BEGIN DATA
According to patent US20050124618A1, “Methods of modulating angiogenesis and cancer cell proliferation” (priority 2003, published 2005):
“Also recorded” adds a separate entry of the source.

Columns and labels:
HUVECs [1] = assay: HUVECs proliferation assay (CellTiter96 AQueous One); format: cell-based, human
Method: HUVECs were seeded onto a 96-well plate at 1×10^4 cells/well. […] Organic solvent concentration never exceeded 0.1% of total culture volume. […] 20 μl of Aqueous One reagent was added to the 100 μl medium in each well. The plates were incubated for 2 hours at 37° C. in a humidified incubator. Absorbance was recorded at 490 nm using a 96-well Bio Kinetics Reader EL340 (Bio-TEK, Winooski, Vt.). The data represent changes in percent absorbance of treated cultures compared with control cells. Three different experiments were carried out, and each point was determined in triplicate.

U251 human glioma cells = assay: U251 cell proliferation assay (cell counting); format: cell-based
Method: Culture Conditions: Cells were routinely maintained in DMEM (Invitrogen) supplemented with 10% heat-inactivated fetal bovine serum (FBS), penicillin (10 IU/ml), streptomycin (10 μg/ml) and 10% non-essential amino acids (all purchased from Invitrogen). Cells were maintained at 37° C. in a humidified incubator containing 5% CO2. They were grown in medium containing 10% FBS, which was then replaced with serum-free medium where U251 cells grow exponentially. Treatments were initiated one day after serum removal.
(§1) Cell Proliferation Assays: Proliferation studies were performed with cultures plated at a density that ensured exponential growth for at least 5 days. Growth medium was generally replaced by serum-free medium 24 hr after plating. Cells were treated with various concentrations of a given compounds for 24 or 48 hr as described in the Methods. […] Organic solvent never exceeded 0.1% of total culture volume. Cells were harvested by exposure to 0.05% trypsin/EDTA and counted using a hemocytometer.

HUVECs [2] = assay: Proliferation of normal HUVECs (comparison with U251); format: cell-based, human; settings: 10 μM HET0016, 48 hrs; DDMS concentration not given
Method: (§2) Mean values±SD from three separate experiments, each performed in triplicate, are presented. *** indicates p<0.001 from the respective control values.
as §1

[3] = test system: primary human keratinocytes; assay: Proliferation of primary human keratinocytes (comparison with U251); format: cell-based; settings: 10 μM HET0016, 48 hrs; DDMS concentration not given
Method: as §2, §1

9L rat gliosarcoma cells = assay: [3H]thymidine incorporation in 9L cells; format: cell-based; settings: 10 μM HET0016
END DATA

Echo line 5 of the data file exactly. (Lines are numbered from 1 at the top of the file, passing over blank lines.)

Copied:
Method: HUVECs were seeded onto a 96-well plate at 1×10^4 cells/well. […] Organic solvent concentration never exceeded 0.1% of total culture volume. […] 20 μl of Aqueous One reagent was added to the 100 μl medium in each well. The plates were incubated for 2 hours at 37° C. in a humidified incubator. Absorbance was recorded at 490 nm using a 96-well Bio Kinetics Reader EL340 (Bio-TEK, Winooski, Vt.). The data represent changes in percent absorbance of treated cultures compared with control cells. Three different experiments were carried out, and each point was determined in triplicate.